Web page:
Software testers who need to repeatedly test software installations or changes love VMware's ability to have nonpersistent hard drives. For example, I can install a fresh Windows 98 virtual machine, and then set the machine's hard drive as nonpersistent. From then on, when I start the virtual machine, it's exactly as I originally installed it. I can do a test of a software installation that modifies the Windows registry or trashes system files, and when I power off the virtual machine, VMware asks me if I'd like to save the changes. At that point, I can say no, which loses all of the changes I made to that operating system - so that I can try the test again with a fixed installation program. It's like having backup/restore functionality for an operating system, only much faster and easier to manage.
VMware users can share virtual machines - very useful for software development. We can do a virtual machine setup with Windows 2000 Server on it, install an accounting system, and import a customer's accounting files. Then, any technical support user can copy the virtual machine files to their PC, start VMware, and run the accounting system in a window. The virtual machine is hardware-independent, so it doesn't matter if the two users are running completely different physical machines. I can copy virtual machines from my IBM ThinkPad laptop over to my Dell desktop, both with completely different video cards, network cards, and so on, and the virtual machines function flawlessly under both scenarios without any changes visible to the virtual machine's operating system.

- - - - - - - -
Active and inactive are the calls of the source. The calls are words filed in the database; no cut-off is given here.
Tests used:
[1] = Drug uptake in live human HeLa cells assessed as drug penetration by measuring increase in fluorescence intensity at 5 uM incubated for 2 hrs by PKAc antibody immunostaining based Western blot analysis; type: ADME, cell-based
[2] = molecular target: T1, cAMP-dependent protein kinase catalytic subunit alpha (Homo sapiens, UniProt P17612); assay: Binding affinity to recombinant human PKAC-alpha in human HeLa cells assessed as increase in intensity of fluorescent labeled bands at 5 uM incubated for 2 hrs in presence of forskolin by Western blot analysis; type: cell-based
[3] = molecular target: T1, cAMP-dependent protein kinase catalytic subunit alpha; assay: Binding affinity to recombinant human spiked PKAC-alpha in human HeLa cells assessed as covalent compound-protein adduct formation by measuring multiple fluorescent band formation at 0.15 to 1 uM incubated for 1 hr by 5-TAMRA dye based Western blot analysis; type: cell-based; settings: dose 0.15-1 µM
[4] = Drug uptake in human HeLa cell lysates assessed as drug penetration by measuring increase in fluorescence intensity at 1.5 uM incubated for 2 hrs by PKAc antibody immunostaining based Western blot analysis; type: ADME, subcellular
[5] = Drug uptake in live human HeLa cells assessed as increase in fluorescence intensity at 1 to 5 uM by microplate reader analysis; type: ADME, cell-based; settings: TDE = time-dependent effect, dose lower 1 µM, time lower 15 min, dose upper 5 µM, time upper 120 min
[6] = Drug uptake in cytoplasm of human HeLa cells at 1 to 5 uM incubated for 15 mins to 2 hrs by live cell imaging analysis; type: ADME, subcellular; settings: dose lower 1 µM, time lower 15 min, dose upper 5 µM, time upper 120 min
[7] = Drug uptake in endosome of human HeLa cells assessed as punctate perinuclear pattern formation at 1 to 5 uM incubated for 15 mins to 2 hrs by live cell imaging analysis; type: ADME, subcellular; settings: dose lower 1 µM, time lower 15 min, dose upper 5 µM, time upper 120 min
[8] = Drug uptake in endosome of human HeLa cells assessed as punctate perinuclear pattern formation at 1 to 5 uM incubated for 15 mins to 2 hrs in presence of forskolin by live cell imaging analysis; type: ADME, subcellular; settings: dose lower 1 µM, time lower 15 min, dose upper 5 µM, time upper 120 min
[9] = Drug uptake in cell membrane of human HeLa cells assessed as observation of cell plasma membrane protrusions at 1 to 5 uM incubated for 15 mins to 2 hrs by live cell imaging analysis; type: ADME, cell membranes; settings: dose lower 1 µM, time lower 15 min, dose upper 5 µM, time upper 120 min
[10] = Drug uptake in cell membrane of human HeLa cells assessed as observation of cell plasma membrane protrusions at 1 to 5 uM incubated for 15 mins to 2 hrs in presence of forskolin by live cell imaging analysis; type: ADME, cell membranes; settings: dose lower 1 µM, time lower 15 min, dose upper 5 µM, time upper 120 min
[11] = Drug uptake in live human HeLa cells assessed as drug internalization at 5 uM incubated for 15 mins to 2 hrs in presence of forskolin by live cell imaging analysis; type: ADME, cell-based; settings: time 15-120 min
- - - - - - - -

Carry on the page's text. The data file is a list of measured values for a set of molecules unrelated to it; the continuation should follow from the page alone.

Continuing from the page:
Sharing virtual machines can be helpful when developers need to work on the same project in different cities. I can set up a virtual machine, do my testing inside the machine, and then if one of the program developers is unable to replicate a bug, I can simply send them the entire virtual machine so they can run it on their PC. They have to have VMware, and sending the virtual machine isn't a quick process - in the case of a Windows 2000 Server install, for example, it's often easier to FedEx a set of CDRW disks with the disk image rather than trying to copy the 2-4gb file over the Internet.